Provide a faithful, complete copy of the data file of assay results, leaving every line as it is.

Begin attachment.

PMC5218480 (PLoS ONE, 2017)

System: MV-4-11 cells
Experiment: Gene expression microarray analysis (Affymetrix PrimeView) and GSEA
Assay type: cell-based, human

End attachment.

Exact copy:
PMC5218480 (PLoS ONE, 2017)

System: MV-4-11 cells
Experiment: Gene expression microarray analysis (Affymetrix PrimeView) and GSEA
Assay type: cell-based, human